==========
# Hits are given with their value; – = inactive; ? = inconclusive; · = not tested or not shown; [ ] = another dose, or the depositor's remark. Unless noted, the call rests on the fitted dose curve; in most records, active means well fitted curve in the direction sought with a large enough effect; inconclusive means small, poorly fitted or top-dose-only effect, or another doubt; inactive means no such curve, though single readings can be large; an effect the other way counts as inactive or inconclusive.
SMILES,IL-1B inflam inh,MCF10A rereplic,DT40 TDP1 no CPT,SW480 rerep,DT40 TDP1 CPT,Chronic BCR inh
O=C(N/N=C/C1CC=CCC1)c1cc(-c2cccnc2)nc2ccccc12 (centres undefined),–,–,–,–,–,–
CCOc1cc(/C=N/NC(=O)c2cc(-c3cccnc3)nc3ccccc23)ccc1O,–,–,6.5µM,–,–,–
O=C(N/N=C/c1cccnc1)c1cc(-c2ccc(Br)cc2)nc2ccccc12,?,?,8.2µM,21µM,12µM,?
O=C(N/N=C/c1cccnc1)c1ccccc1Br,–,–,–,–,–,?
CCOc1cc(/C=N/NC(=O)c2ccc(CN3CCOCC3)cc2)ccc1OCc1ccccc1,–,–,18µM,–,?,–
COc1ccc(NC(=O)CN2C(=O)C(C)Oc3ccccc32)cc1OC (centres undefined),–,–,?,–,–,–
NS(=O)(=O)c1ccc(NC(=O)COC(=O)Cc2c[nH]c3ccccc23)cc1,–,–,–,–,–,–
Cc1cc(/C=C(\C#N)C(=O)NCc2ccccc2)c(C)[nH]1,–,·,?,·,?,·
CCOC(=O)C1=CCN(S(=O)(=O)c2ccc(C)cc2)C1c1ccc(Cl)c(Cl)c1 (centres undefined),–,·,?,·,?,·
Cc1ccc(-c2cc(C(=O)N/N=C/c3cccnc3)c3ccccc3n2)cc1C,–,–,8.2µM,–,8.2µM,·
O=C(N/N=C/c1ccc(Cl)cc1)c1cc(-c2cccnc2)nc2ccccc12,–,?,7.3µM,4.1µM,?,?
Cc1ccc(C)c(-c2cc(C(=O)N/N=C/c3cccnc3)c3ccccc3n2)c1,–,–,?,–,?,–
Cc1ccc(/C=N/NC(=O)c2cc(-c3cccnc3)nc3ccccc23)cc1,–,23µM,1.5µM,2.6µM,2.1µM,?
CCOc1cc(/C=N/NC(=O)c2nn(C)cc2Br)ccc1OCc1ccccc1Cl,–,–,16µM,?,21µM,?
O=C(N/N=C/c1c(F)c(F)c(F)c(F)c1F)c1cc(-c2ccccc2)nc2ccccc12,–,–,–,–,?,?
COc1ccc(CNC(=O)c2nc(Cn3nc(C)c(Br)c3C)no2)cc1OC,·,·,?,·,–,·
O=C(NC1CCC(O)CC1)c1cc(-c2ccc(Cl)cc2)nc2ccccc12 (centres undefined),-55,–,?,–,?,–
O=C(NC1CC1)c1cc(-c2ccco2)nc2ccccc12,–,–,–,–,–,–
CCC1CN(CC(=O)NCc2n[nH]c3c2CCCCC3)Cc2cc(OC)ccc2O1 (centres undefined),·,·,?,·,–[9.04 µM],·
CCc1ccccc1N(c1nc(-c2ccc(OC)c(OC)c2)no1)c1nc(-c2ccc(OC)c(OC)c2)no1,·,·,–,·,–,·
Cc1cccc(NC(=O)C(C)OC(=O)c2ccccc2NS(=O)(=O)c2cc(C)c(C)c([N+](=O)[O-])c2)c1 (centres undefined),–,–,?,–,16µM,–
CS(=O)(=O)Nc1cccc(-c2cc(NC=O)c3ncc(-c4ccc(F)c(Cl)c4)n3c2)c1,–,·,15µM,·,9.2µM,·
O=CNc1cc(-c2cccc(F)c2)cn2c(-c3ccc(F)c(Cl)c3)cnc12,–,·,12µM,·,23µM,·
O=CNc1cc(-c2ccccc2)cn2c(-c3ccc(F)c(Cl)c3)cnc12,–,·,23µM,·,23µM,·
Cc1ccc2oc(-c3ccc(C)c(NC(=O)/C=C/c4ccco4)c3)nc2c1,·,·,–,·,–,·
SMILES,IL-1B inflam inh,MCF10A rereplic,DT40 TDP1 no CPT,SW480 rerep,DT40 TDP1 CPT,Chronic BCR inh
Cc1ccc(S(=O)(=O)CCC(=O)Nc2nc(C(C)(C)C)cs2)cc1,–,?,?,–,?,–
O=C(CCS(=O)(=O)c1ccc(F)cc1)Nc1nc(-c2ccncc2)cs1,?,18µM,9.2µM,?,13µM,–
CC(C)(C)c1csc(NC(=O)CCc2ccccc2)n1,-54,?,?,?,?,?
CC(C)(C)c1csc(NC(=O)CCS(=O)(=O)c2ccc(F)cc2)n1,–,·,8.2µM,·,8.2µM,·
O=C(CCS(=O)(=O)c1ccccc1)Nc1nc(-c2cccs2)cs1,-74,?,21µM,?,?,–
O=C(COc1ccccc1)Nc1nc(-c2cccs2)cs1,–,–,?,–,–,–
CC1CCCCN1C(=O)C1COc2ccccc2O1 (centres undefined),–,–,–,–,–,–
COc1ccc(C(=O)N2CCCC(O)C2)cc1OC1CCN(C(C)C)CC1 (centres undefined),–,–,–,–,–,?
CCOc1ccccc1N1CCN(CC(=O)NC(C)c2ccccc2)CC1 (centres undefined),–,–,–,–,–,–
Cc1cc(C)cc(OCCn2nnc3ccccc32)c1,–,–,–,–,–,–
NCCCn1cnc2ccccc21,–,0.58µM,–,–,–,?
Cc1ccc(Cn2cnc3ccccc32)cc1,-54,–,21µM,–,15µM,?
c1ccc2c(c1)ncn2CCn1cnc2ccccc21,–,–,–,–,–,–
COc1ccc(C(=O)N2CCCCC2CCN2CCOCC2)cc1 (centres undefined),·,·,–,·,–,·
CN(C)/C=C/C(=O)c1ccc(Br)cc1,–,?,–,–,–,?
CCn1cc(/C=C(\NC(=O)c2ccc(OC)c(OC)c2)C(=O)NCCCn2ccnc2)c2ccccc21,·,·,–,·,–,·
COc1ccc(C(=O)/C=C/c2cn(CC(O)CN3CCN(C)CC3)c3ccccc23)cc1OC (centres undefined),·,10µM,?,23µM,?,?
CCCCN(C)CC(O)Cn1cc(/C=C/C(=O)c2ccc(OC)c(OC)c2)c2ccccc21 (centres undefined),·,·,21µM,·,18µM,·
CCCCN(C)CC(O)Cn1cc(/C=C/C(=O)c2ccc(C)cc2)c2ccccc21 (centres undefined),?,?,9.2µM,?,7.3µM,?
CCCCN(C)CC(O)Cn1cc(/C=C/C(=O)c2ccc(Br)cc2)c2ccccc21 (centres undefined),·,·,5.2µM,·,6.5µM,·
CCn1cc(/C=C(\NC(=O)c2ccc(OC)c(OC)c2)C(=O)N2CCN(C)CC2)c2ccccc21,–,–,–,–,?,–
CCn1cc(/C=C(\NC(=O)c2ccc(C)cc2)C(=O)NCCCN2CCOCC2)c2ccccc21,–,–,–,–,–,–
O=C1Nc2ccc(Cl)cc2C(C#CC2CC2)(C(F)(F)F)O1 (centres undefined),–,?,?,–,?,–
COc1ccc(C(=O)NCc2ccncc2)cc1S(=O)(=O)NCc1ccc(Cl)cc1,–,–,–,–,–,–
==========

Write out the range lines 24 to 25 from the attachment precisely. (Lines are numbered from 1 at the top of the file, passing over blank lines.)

CS(=O)(=O)Nc1cccc(-c2cc(NC=O)c3ncc(-c4ccc(F)c(Cl)c4)n3c2)c1,–,·,15µM,·,9.2µM,·
O=CNc1cc(-c2cccc(F)c2)cn2c(-c3ccc(F)c(Cl)c3)cnc12,–,·,12µM,·,23µM,·